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complete css guide

Descendant selectors

Browser support

Get browser support information for descendant selectors in the downloadable version of this guide or our browser support tables.

Explanation

The first selector we saw, the type selector, gives developers control over the appearance of their web pages, but it isn't a very fine tuned control. It's all or nothing, every paragraph or none.

Class selectors give us control over how different kinds, or classes of elements will appear.

Descendant selectors give us fine tuned control over the appearance of HTML elements depending on their relationship with other HTML elements in what is referred to as the HTML containment hierarchy.

figure 2: the HTML containment hierarchy

figure 2: the HTML containment hierarchy

If you are familiar with standards based HTML and XHTML, as taught in our course HTML and XHTML for CSS, you'll know that it's useful to visualize an HTML document as a series of containers. From this, you can think of the containers in terms of family relationships. So, looking at figure 2

A descendant selector selects an element only when it is the descendant of another specified element. It's probably easiest to get a grip on this by looking at some concrete examples. You may or may not use the emphasis or the strong emphasis elements (<em> and <strong>), preferring the italic and bold tags instead. If you keep in mind the golden rule, separate style from content, you'll see that the former elements are to be preferred. So for this example, I'll talk about these logical rather than presentational tags.

Let's suppose we want to follow typographical conventions and make <strong> elements appear in bold. To do this using a type selector, we'd add the following statement to our style sheet:

strong {font-weight: bold}

But what if we want to use the <strong> element in a heading, and our headings are already bold? With the above statement, the strong text will appear the same as the text around it. What we would like is to have a <strong> appear differently when it is in a heading. This is what descendant selectors let us do.

Syntax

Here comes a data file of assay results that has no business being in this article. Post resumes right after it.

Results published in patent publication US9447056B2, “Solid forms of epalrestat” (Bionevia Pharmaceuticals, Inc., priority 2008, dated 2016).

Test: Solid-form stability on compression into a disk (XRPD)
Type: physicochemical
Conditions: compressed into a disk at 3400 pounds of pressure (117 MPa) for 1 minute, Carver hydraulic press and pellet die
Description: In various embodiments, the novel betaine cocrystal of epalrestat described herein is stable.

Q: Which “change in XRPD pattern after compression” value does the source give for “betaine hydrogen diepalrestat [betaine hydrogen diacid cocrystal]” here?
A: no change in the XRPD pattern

The descendant selector is simply a list of other selectors, each separated by a space. You can think of the order of the selectors as being from the outside to the inside of the containment hierarchy. For example, the selector for strong elements inside level 1 headings would look like this

h1 strong

This statement selects any strong element inside a heading of level 1, and draws it underlined.

You can create descendant selectors of any depth, for instance

ul li strong

selects <strong> elements only when they are inside list items which are inside unordered lists.

Descendant selectors do not distinguish how far elements are separated from each other in the containment hierarchy. For example the following selector

p img

will obviously select the <img> element in this example, where it is the child of the <p> element.

<p>Here is the red pill <img src="red_pill.gif" /></p>

But it will also select it in this next example, where it is not a child, merely a descendant.

<p>Click the red pill <a href="the_matrix.html"><img src="red_pill.gif" /></a></p>

You'll see this distinction more clearly once you start working with child selectors, which are a kind of even more finely tuned descendant selector.

Descendant selectors can in fact be used with selectors other than type selectors. So for example, if you only want to select <strong> elements which are inside paragraphs of class question, you would use

p.question strong

As we are about to see, there are a number of other types of selector, all of which can be used with descendant selectors in a similar way.

Use

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The descendant selector gives us much finer control over the appearance of a page. You may not find yourself using it frequently at first, but it can be very valuable.

The most immediately obvious way in which descendant selectors are useful is referred to above: when a selected element is going to be contained by another selected element you may want it to have a particular appearance.

There is another, less obvious, but extremely useful way of using descendant selectors. You can select very particular elements with them without having to make a single change to the HTML. Often, when your first idea might be to use a class selector (and therefore you'd have to go and put classes throughout the HTML), you can just as easily create a descendant selector and give it the properties you want. For example, if you want to get rid of those unsightly borders that browsers sometimes place around linked images, all you need do is create a descendant selector that selects images inside links, and give this selector a border of none. Descendant selectors then can save you a lot of coding.

a img {border: none}

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